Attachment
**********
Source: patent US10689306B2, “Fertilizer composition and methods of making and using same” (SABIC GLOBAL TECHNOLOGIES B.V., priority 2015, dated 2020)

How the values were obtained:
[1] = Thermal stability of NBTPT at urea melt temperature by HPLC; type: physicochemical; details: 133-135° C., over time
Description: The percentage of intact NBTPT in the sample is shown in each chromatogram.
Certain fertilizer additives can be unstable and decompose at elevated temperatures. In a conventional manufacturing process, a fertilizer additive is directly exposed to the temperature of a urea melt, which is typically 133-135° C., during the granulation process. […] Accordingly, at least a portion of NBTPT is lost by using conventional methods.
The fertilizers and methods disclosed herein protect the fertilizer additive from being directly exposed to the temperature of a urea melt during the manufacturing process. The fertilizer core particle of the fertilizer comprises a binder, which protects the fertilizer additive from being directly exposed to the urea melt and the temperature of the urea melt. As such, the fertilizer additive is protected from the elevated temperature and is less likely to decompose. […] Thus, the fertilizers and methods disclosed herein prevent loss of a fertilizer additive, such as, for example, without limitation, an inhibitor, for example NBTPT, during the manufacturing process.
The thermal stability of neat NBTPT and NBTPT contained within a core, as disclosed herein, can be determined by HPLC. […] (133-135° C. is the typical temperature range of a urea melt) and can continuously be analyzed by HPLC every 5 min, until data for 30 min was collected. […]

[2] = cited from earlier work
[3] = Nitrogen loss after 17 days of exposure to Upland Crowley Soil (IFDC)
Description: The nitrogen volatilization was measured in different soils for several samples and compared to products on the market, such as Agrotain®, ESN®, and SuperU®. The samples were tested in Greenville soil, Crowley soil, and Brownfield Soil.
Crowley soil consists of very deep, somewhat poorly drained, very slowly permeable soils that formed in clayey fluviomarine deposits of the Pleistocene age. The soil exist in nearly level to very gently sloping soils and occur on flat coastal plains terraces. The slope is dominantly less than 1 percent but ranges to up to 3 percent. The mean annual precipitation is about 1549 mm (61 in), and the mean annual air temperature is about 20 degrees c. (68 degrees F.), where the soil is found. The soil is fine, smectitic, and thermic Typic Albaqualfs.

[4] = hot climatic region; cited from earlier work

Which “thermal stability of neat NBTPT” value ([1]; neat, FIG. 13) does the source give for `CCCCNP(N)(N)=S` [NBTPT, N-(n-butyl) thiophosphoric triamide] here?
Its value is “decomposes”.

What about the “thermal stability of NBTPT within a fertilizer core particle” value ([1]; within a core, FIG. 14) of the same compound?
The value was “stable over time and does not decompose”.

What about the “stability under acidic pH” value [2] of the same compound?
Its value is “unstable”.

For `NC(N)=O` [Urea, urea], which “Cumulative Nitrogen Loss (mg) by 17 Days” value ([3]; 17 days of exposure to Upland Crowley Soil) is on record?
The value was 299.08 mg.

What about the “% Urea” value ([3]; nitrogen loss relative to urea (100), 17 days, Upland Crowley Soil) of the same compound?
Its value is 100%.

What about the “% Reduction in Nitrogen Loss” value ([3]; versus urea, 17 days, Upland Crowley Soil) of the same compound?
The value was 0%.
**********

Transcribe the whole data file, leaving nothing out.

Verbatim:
Source: patent US10689306B2, “Fertilizer composition and methods of making and using same” (SABIC GLOBAL TECHNOLOGIES B.V., priority 2015, dated 2020)

How the values were obtained:
[1] = Thermal stability of NBTPT at urea melt temperature by HPLC; type: physicochemical; details: 133-135° C., over time
Description: The percentage of intact NBTPT in the sample is shown in each chromatogram.
Certain fertilizer additives can be unstable and decompose at elevated temperatures. In a conventional manufacturing process, a fertilizer additive is directly exposed to the temperature of a urea melt, which is typically 133-135° C., during the granulation process. […] Accordingly, at least a portion of NBTPT is lost by using conventional methods.
The fertilizers and methods disclosed herein protect the fertilizer additive from being directly exposed to the temperature of a urea melt during the manufacturing process. The fertilizer core particle of the fertilizer comprises a binder, which protects the fertilizer additive from being directly exposed to the urea melt and the temperature of the urea melt. As such, the fertilizer additive is protected from the elevated temperature and is less likely to decompose. […] Thus, the fertilizers and methods disclosed herein prevent loss of a fertilizer additive, such as, for example, without limitation, an inhibitor, for example NBTPT, during the manufacturing process.
The thermal stability of neat NBTPT and NBTPT contained within a core, as disclosed herein, can be determined by HPLC. […] (133-135° C. is the typical temperature range of a urea melt) and can continuously be analyzed by HPLC every 5 min, until data for 30 min was collected. […]

[2] = cited from earlier work
[3] = Nitrogen loss after 17 days of exposure to Upland Crowley Soil (IFDC)
Description: The nitrogen volatilization was measured in different soils for several samples and compared to products on the market, such as Agrotain®, ESN®, and SuperU®. The samples were tested in Greenville soil, Crowley soil, and Brownfield Soil.
Crowley soil consists of very deep, somewhat poorly drained, very slowly permeable soils that formed in clayey fluviomarine deposits of the Pleistocene age. The soil exist in nearly level to very gently sloping soils and occur on flat coastal plains terraces. The slope is dominantly less than 1 percent but ranges to up to 3 percent. The mean annual precipitation is about 1549 mm (61 in), and the mean annual air temperature is about 20 degrees c. (68 degrees F.), where the soil is found. The soil is fine, smectitic, and thermic Typic Albaqualfs.

[4] = hot climatic region; cited from earlier work

Which “thermal stability of neat NBTPT” value ([1]; neat, FIG. 13) does the source give for `CCCCNP(N)(N)=S` [NBTPT, N-(n-butyl) thiophosphoric triamide] here?
Its value is “decomposes”.

What about the “thermal stability of NBTPT within a fertilizer core particle” value ([1]; within a core, FIG. 14) of the same compound?
The value was “stable over time and does not decompose”.

What about the “stability under acidic pH” value [2] of the same compound?
Its value is “unstable”.

For `NC(N)=O` [Urea, urea], which “Cumulative Nitrogen Loss (mg) by 17 Days” value ([3]; 17 days of exposure to Upland Crowley Soil) is on record?
The value was 299.08 mg.

What about the “% Urea” value ([3]; nitrogen loss relative to urea (100), 17 days, Upland Crowley Soil) of the same compound?
Its value is 100%.

What about the “% Reduction in Nitrogen Loss” value ([3]; versus urea, 17 days, Upland Crowley Soil) of the same compound?
The value was 0%.